Yale-Edinburgh Group
on the History of the Missionary Movement
and World Christianity

Consultations sponsored by the Centre for the Study of World Christianity at the University of Edinburgh, Yale Divinity School, and the Overseas Ministries Study Center

Theme for the 2012 Yale-Edinburgh Group Meeting
University of Edinburgh, June 28-30, 2012


Since the early centuries Christianity has known movements that have intensified and radicalized religious life. The aim of such movements has often been to regain the simplicity and zeal of the church of New Testament days, or to restore some lost or neglected aspect of primitive church life. Sometimes such movements leave a lasting mark on Christian teaching, institutions, worship and patterns of conduct. Some deeply affect the institutional church; some divide it; some are driven from it; some run into the sand. All reflect a desire to renew the Christian community, to bring to it new life and vigour.

Western missions owe much to such movements. Currents within the Catholic Reformation of the sixteenth century produced the missionaries who entered the lands newly open to Europeans; the movements that reformed the old religious orders and created new ones, such as the Society of Jesus, created the infrastructure for them. The subsequent missionary movement among Protestants owed much to Pietism and the Evangelical Revival. In the nineteenth century and after, radicalizing Christian movements gave fresh impetus to missions, gave them new dimensions, and sometimes revolutionized their methods.

Not unnaturally, missionaries influenced by such movements expected the experiences of converts to replicate their own, and were sometimes puzzled when this did not immediately happen. But the new churches of Africa, Asia and the Pacific frequently developed radicalizing movements of their own: Tonga, Manchuria, Korea, Rwanda, and Uganda are among the locations where highly influential movements arose that contemporaries recognized to be the phenomenon known in the West as “revival.” Such movements sometimes involved missionaries, sometimes divided them, sometimes by-passed them completely.

Characteristic of contemporary world Christianity are movements frequently called “Pentecostal” or “charismatic.” These have affected the Catholic and historic Protestant churches, as well as subsisting in many independent forms. In the West their genetic tree is commonly traced to Los Angeles or Kansas and Western traditions of revival there; but worldwide, it is clear that many have been formed by currents indigenous to Africa, Asia and Latin America.

Other radicalizing movements – the older African instituted or “Spiritual” churches offer many examples - developed in ways unparalleled in the Christian history of the West, adopting and adapting features and institutions from traditional life re-interpreted in Biblical terms, reflecting an indigenous reading of Scripture.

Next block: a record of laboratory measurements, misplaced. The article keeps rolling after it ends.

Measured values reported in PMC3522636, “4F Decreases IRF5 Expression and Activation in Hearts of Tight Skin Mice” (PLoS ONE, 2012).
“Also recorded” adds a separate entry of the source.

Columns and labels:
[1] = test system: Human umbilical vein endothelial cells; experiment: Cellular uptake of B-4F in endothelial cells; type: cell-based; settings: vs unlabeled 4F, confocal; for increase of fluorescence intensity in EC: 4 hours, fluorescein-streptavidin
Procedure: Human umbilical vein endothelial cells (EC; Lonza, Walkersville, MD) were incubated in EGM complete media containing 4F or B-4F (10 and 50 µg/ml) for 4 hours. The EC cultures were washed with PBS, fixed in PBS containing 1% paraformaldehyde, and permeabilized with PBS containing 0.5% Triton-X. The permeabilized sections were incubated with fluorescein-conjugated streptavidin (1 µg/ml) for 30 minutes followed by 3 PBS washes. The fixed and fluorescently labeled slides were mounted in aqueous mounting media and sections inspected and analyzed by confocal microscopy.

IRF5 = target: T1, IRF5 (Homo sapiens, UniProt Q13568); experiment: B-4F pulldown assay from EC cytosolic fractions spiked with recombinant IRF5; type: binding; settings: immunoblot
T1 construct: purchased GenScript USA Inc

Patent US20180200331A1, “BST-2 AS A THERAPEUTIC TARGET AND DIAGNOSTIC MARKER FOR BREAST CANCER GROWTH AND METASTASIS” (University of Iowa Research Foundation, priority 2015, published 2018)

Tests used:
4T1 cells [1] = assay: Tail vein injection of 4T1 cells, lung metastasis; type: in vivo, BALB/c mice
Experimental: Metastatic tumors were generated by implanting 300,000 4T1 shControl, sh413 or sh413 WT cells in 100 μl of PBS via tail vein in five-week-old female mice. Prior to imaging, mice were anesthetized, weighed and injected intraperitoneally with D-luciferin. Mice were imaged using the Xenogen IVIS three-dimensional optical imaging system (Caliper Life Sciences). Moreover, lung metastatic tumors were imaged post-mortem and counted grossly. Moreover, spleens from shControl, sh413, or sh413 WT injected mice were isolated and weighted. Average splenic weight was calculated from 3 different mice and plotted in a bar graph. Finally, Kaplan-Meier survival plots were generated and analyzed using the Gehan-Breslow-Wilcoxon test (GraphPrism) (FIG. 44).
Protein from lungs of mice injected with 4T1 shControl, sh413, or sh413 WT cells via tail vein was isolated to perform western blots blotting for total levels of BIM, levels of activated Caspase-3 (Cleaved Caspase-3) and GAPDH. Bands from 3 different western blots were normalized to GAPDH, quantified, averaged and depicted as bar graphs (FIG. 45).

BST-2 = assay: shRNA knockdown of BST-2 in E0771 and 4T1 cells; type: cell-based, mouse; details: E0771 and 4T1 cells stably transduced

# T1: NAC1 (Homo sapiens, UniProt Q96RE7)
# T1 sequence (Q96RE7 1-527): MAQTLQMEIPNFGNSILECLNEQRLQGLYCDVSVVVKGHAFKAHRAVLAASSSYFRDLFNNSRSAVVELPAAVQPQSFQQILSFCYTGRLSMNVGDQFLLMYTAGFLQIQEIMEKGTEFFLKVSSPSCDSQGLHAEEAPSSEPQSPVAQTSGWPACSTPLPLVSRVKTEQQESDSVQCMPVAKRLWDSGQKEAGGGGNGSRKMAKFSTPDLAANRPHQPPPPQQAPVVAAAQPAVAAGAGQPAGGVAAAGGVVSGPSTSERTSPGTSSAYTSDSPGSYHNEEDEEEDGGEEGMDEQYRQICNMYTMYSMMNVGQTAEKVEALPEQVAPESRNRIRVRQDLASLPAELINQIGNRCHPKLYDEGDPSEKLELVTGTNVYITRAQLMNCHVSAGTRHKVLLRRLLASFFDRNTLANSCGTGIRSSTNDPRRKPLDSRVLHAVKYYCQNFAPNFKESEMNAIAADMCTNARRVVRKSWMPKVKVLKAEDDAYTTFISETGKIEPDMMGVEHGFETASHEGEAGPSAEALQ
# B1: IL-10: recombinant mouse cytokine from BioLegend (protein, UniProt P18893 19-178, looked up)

Sometimes the impact of missions produced movements of renewal within the old religion, distinct from or even opposed to Christianity; sometimes, (very noticeably in Melanesia), a new religion altogether. Ram Mohun Roy was only the first of many radical Hindu reformers to place the figure and teaching of Christ at the centre of a movement of religious and social renewal. Opposition to missions was a major factor in the revitalization of Buddhism in nineteenth century Sri Lanka. In the mid-nineteenth century southern China was convulsed by a revolutionary social and political movement drawing its inspiration from the Christian Scriptures. Missionaries were shocked at aspects of Taiping theology; yet the movement could involve such a one as Hong Rengan, Christian preacher and close friend of James Legge, who re-interpreted its teachings and arguably began to articulate an indigenous Chinese theology. In Japan the influence of Christianity is manifest in a range of new religions that transform traditional Buddhism.

The field is vast – across the centuries, across the continents, the significance of religious movements of renewal, revival, and revitalization is clear, and they impinge on the concerns of workers in the field of the history of missions and of the Christianity of Africa, Asia-Pacific and Latin America. It should make the next meeting of the Yale Edinburgh Group as rich, as stimulating, and as constructive and productive, as any of its predecessors.

A formal call for papers will be issued in January 2012, with titles and abstracts due by mid-March. Our pattern has been to have each oral presentation limited to 20-25 minutes, followed by discussion. Full papers are welcomed and, if submitted by a deadline determined by the organizers, will be made available on a CD distributed to all participants.


For more information contact: Martha Lund Smalley, conference coordinator: Yale Divinity Library, 409 Prospect Street, New Haven, CT 06511 --- Phone: 203 432-5289 --- Email: martha.smalley@yale.edu